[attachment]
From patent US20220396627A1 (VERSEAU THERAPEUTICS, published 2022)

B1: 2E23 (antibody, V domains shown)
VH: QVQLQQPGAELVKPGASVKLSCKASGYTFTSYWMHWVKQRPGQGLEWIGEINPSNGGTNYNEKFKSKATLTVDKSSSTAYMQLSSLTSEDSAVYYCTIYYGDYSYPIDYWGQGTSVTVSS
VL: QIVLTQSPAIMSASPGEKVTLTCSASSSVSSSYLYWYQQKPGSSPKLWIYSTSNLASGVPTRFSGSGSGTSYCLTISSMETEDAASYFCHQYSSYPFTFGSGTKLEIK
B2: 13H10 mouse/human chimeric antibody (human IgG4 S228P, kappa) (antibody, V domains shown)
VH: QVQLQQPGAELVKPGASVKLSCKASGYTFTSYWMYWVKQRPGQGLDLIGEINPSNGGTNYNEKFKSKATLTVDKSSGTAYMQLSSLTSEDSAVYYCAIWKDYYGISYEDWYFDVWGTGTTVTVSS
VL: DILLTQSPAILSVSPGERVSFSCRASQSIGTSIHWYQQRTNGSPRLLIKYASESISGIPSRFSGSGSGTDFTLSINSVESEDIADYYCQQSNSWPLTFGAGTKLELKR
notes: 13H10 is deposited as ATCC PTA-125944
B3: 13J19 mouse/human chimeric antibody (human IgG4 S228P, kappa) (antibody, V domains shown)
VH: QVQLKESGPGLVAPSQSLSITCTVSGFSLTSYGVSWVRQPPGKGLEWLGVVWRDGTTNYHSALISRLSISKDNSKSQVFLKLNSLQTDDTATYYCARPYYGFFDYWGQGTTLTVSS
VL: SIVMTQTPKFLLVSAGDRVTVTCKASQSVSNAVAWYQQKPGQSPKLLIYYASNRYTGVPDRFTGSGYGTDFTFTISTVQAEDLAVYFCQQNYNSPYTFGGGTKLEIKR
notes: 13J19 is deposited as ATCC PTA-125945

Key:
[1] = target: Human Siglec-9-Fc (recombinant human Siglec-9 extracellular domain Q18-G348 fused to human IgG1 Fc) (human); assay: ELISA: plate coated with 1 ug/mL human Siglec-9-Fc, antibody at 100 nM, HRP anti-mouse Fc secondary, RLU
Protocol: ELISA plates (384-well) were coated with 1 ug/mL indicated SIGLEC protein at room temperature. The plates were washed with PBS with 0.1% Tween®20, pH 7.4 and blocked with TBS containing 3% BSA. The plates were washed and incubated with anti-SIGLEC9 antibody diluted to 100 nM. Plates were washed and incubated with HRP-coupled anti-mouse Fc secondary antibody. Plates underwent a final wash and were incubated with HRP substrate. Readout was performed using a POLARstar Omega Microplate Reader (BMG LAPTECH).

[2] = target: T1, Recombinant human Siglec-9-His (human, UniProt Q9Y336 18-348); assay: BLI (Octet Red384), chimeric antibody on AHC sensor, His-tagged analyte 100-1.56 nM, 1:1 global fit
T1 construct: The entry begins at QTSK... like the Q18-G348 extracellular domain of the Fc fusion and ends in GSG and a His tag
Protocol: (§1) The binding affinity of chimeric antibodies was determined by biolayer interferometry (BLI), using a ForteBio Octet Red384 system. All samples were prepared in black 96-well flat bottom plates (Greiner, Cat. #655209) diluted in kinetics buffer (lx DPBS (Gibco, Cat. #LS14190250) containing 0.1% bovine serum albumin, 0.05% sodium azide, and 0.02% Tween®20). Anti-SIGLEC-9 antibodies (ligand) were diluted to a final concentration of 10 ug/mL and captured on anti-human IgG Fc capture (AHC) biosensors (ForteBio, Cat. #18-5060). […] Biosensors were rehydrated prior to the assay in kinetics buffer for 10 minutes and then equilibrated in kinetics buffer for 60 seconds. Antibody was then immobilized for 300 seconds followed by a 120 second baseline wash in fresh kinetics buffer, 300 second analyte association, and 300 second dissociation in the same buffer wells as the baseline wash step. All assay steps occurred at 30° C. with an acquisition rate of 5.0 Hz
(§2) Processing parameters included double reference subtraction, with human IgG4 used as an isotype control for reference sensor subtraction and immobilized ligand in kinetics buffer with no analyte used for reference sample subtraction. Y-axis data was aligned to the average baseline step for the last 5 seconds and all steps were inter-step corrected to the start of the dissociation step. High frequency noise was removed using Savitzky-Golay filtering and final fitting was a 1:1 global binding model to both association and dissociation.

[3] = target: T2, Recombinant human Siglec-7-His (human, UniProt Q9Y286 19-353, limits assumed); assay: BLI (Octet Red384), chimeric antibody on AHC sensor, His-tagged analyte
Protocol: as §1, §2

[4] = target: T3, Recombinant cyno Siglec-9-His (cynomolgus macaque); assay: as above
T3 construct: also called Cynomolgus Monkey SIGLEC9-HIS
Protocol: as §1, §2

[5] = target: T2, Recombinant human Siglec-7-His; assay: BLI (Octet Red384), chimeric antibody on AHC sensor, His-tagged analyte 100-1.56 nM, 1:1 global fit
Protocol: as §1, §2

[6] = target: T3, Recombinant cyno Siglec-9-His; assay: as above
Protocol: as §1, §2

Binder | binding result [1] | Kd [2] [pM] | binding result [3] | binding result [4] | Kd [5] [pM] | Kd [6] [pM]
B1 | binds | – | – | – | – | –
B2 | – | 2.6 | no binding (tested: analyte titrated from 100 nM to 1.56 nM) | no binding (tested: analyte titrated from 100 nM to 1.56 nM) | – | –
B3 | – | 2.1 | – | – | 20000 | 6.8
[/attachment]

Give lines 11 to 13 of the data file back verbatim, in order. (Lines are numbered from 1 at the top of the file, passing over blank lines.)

VL: SIVMTQTPKFLLVSAGDRVTVTCKASQSVSNAVAWYQQKPGQSPKLLIYYASNRYTGVPDRFTGSGYGTDFTFTISTVQAEDLAVYFCQQNYNSPYTFGGGTKLEIKR
notes: 13J19 is deposited as ATCC PTA-125945

Key: